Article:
Saturday, July 12, 2008

Making the Most of The Mills . . .

In many respects New York Mills seems like a place that time forgot -- in a good way. It's a compact village of under 3500 residents where most places are within walking distance, people are friendly, there is a nice grocery store (Hapanowicz Market - with fantastic sausages made on the premises), Santa Claus rides through every neighborhood on a red firetruck during the holidays, and the schools have their own district. Most people know their neighbors, and if they don't, there are plenty of opportunities to meet them over the summer at the Tuesday night concerts at Pulaski Park.

The BEST of New York Mills will be on display this weekend at the annual Bell Festival with a parade, entertainment, food, and fireworks.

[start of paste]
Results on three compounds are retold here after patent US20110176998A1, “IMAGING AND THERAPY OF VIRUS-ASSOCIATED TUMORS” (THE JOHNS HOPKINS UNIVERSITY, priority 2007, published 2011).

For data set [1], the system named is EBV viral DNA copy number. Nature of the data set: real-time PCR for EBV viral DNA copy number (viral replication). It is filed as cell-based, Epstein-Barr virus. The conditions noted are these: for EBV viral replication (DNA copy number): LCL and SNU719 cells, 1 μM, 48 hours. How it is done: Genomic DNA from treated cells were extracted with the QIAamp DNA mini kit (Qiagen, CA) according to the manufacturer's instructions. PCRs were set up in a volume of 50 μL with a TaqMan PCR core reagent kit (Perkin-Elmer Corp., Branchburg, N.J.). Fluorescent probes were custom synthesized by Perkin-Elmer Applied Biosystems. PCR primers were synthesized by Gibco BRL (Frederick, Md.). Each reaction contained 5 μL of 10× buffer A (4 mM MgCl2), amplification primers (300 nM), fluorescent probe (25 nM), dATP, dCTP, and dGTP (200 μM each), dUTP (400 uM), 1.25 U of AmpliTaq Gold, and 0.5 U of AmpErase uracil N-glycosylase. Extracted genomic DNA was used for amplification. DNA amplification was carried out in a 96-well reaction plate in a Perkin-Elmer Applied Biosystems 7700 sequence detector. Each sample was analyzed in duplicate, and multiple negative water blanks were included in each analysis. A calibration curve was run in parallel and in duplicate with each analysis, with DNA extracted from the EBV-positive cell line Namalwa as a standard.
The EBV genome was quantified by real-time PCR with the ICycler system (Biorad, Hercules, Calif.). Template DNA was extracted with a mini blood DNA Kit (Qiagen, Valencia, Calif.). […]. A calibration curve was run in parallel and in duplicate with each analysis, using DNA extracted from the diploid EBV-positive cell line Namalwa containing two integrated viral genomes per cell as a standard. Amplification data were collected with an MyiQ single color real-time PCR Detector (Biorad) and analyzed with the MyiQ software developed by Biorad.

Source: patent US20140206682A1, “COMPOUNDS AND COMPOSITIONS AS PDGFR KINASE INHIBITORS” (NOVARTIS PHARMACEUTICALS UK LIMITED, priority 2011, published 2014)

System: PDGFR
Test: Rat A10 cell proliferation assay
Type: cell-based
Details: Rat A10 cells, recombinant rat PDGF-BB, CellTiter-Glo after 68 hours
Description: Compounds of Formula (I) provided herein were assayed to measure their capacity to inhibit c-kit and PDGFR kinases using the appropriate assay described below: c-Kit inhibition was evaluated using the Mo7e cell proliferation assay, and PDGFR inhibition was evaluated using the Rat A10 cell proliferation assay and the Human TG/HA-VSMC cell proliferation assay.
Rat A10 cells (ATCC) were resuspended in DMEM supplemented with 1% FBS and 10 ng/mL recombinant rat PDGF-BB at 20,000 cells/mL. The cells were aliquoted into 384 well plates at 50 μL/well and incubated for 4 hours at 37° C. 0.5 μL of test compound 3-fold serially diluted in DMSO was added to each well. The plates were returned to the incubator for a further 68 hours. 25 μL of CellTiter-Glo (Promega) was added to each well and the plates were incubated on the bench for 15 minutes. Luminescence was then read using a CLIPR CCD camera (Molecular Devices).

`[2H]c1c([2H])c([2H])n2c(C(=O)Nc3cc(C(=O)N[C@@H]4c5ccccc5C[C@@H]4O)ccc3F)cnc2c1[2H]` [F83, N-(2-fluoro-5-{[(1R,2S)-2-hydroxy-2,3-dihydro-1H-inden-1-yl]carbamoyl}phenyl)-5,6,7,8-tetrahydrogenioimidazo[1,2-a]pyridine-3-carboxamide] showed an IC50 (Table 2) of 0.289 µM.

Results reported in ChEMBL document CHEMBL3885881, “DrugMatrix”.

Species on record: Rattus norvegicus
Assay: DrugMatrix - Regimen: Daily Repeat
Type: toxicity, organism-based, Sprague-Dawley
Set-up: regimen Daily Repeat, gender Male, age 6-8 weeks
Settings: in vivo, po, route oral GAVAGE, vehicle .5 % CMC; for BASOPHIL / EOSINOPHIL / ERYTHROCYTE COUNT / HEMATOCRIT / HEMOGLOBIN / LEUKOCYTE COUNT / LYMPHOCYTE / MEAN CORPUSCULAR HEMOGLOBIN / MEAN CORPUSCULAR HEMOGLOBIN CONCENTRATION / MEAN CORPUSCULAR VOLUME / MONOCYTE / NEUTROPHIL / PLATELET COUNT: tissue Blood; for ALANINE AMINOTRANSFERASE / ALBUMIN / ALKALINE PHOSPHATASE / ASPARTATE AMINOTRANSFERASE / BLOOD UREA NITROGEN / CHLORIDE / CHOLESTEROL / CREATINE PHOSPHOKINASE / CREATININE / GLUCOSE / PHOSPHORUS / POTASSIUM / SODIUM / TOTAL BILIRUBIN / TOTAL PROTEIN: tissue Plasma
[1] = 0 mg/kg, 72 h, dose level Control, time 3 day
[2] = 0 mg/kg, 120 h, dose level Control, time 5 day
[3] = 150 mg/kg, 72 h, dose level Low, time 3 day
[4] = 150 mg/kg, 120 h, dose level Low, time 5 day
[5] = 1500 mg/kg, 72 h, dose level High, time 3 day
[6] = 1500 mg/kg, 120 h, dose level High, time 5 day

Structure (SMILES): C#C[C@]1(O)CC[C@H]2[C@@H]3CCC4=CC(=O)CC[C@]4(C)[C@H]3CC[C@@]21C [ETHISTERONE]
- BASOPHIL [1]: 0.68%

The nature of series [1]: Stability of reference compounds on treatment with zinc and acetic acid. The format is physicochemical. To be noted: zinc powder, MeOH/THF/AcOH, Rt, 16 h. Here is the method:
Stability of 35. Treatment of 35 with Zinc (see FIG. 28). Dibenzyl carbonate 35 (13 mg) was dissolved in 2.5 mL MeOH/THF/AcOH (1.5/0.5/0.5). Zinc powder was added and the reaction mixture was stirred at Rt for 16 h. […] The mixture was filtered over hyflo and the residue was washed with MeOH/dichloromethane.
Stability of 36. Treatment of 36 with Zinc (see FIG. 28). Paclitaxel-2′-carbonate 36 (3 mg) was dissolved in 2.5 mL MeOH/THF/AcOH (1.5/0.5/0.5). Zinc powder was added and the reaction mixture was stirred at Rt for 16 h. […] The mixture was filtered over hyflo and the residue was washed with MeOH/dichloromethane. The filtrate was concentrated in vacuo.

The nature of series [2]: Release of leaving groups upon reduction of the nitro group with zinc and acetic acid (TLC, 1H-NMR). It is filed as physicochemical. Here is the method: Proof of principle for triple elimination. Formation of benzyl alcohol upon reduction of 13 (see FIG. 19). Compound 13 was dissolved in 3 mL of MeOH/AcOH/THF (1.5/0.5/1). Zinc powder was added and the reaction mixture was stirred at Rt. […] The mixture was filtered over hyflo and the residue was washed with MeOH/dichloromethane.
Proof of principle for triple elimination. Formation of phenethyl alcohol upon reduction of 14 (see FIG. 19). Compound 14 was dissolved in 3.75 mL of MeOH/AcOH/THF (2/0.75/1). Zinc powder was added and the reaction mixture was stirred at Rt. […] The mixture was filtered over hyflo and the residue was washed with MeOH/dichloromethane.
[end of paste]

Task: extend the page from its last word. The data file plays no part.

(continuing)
New York Mills is, indeed, a place apart . . . but can it continue?. . . Two stories this week raise some long standing concerns.

Mills residents are proud of their school system. Somehow the little village manages to keep it going . . . However, the school taxes are among the highest in a region where all school taxes are too high. . . . and this is in a village where average family incomes are below average in a region that is below average. If residents want to maintain the separate existence of their school system, they have to insist that things be done to bring down school taxes - - - otherwise the district may wind up being merged with an adjoining one to keep people from being taxed out of their homes.